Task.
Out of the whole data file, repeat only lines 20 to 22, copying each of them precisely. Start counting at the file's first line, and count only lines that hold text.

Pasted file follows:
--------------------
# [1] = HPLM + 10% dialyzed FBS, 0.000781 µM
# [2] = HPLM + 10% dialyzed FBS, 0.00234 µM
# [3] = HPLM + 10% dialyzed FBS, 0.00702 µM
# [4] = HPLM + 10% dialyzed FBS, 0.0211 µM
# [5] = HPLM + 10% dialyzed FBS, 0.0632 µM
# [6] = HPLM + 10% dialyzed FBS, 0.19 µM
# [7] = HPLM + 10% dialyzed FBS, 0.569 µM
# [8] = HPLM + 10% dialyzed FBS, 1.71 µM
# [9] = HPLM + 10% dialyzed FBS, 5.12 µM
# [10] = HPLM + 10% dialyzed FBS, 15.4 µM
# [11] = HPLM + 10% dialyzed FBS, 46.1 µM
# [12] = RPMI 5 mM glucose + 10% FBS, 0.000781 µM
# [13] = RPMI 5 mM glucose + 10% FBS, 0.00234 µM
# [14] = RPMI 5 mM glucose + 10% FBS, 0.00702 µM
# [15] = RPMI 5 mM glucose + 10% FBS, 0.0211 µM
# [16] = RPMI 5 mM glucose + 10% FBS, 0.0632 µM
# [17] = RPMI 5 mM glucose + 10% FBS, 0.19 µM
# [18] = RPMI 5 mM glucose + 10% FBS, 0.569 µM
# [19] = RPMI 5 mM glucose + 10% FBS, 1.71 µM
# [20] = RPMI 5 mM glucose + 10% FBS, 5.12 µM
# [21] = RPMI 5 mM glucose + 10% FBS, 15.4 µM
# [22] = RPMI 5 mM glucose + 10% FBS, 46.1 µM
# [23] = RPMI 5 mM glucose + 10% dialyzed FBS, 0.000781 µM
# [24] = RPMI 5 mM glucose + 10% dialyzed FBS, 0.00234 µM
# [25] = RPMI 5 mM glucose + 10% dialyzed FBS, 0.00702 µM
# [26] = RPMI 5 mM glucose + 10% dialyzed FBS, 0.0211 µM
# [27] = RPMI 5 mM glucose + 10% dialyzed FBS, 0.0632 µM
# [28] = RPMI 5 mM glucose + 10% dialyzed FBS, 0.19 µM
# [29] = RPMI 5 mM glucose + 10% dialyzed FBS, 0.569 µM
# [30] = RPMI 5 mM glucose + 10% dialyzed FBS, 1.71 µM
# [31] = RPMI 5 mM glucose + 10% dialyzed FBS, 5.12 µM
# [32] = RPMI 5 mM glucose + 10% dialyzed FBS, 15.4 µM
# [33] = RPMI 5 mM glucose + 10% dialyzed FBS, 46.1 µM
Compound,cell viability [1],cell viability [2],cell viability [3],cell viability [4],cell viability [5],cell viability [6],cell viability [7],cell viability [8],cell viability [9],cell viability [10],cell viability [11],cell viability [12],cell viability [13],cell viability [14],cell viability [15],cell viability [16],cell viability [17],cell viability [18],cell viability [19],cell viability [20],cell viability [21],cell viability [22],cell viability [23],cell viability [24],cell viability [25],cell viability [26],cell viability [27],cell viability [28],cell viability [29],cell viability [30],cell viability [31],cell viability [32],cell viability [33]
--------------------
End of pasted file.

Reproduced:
# [20] = RPMI 5 mM glucose + 10% FBS, 5.12 µM
# [21] = RPMI 5 mM glucose + 10% FBS, 15.4 µM
# [22] = RPMI 5 mM glucose + 10% FBS, 46.1 µM